Does anyone really need a R385 000 TV?

Ad for very expensive TVLast night I saw this ad.  You can get an Ultra HD TV for a mere R350k.

I suspect I’m not the only one who finds this appalling.    It’s all very well defining your target market really tightly, and not aiming to be all things to all people.  It’s marketing wisdom that niche marketing offers you the opportunity to really understand your market and give them exactly what appeals to them.

But you also need to have a market worth targeting, and I’d suggest that a TV with this price tag is looking at a niche without a market.

Of course, this ad has nothing to do with selling over-spec’d, over-sized and over-priced TVs.  Instead, it is all about brand positioning.

The TV isn’t even available, yet it’s being advertised.  Clearly Samsung aren’t expecting customers to go racing in to the retailer to buy them.  Instead, they are using this product to position themselves as the brand that offers the very best in high technology.

You might not be willing to part with what, for most South Africans, would be more than an annual salary, but the price tag of the ultra HD TV might persuade you that their technology is more advanced than their competitors.

Of course, they don’t want to exclude the large market of people who are actually looking to buy a TV right now, or those who would prefer to buy their first flat, pay for a university education or invest in something that would offer a return.  And for this reason, the ad features two alternatives at two different (and decidedly more accessible) price points.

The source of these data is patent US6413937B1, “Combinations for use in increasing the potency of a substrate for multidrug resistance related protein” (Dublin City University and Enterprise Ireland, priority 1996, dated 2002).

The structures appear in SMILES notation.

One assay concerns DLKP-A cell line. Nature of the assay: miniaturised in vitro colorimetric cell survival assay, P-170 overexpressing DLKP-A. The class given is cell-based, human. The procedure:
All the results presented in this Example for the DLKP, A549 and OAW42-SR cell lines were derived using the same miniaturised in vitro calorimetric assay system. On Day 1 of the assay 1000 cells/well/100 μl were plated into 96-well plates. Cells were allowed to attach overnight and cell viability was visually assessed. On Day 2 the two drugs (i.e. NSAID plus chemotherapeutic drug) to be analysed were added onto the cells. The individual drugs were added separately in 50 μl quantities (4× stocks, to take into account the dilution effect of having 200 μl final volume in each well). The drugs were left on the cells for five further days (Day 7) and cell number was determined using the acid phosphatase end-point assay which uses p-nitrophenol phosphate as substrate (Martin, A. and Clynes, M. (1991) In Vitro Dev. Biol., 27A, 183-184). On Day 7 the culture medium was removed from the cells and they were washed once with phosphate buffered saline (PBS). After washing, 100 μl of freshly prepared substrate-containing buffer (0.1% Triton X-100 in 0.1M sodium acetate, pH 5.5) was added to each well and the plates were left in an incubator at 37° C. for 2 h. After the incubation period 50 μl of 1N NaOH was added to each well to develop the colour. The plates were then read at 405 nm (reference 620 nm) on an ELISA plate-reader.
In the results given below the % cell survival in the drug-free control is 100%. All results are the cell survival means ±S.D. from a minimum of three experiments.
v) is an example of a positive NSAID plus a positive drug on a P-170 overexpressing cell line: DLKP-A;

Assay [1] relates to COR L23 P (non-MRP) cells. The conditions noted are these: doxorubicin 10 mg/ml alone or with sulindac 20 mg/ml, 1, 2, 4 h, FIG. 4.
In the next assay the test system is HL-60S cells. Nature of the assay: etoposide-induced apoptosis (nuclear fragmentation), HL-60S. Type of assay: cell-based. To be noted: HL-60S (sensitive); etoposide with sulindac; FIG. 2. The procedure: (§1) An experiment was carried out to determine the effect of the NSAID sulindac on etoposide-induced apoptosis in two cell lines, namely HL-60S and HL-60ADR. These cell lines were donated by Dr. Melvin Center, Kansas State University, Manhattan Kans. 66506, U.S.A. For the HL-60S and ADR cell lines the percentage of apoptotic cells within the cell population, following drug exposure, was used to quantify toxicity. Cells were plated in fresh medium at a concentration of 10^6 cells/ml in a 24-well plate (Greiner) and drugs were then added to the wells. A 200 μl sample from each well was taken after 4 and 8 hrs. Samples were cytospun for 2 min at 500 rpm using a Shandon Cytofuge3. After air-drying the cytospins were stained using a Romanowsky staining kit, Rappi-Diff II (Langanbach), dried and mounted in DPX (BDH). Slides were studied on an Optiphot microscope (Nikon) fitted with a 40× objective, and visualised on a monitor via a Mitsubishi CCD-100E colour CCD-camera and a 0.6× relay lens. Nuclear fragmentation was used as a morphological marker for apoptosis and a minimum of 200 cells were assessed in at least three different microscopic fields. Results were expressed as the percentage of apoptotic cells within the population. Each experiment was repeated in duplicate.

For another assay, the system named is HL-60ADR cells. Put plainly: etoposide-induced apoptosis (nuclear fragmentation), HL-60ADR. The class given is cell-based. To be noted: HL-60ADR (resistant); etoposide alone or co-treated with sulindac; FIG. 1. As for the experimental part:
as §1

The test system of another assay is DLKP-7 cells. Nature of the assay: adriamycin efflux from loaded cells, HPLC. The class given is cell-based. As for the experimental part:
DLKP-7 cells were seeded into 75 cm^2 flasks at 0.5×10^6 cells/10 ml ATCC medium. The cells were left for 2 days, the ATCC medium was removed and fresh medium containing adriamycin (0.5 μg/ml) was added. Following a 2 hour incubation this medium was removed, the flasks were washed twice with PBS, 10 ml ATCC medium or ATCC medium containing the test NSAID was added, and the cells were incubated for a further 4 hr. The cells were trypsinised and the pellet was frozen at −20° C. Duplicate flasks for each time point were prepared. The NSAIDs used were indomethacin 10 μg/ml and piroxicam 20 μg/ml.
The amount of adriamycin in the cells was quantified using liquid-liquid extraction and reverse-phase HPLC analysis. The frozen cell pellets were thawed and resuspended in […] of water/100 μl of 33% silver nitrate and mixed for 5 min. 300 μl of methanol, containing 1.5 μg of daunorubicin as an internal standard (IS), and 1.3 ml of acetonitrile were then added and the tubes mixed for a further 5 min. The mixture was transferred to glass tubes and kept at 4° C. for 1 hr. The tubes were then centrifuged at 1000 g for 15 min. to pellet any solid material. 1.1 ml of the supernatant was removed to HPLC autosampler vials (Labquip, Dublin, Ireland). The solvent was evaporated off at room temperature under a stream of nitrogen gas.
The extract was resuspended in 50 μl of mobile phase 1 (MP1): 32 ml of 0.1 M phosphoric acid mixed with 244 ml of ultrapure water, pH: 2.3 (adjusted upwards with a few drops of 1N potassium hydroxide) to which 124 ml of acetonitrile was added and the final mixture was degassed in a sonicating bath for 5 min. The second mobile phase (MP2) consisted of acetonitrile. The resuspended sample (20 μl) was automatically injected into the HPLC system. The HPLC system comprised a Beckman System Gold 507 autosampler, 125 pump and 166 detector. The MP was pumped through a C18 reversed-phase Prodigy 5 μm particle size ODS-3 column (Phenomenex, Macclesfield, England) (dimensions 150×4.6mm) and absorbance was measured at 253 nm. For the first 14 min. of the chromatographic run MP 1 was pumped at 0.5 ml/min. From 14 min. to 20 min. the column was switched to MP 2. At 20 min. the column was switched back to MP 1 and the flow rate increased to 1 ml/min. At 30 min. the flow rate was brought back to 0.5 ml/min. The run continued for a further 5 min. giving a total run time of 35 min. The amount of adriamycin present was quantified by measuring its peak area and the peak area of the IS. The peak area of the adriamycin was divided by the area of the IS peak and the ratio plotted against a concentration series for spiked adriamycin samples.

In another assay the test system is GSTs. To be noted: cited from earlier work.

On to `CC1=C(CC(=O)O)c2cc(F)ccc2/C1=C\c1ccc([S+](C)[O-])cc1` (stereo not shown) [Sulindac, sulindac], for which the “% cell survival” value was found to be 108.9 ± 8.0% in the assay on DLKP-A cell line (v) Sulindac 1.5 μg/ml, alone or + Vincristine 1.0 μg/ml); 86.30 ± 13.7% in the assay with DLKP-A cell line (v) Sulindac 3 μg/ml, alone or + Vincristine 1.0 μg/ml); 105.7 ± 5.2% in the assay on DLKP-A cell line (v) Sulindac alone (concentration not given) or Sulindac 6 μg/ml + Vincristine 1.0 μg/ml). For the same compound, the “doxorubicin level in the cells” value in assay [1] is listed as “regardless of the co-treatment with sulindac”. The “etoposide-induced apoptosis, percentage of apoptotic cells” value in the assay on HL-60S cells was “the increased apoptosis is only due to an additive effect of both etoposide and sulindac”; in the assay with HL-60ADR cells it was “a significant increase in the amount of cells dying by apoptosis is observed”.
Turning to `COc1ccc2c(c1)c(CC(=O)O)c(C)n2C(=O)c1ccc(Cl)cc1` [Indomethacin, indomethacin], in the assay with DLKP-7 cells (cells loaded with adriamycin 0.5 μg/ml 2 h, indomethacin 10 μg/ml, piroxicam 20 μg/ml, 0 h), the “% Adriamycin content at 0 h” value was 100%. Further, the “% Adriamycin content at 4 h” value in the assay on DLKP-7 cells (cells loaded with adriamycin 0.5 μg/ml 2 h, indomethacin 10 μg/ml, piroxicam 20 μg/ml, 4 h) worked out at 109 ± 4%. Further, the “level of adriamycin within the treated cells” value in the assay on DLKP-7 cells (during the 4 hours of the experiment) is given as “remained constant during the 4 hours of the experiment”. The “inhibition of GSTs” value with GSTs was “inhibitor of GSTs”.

The ad is a co-operative campaign for two brands; the retailer and the manufacturer, and the positioning exercise applies to the retailer too.  They are using this as an opportunity to showcase their range, and tell their customers that they are not a run-of-the-mill, cost-cutter, but a highly specialised chain that caters to the discriminating customer, while also offering good value on high demand TVs and white goods.

But the question is, are they achieving what they set out to do?

I don’t suffer from techno-lust, so this would not important to me even at a tenth of the price.  But I’ll concede that it’s possible that international markets might offer an opportunity for the manufacturer’s brand; that the super-rich in countries with strong currencies might justify this investment in product development.

However, I’d argue that instead of positioning the retailer as expert, it suggests that they are out of touch with the realities of the SA consumer.  Worse still, I think it might be divisive in a society where more of the population survive on welfare than pay income tax.

How do you feel about this ad?  Do you long for a TV of this quality, or do you agree with me?


  1. Pat Pughe-Parry on May 23, 2013 at 10:23

    Sadly I think in South African society even though the level of “haves” is a narrow band, there are those consumers who define themselves by the material possessions they own.

    Just look at the cars on our roads. The petrol price is killing yet the enormous 4×4 gas guzzlers are everywhere.

    • Ann Druce on June 4, 2013 at 17:03

      I just found this today: 65% of women own a car, and they spend 24% of their budget on car repayments. But only 37% have a pension or provident fund and 70% have no short term insurance. Presumably that means they have no insurance on their cars either. ( No question that conspicuous consumption is in vogue, even at the expense of future security.

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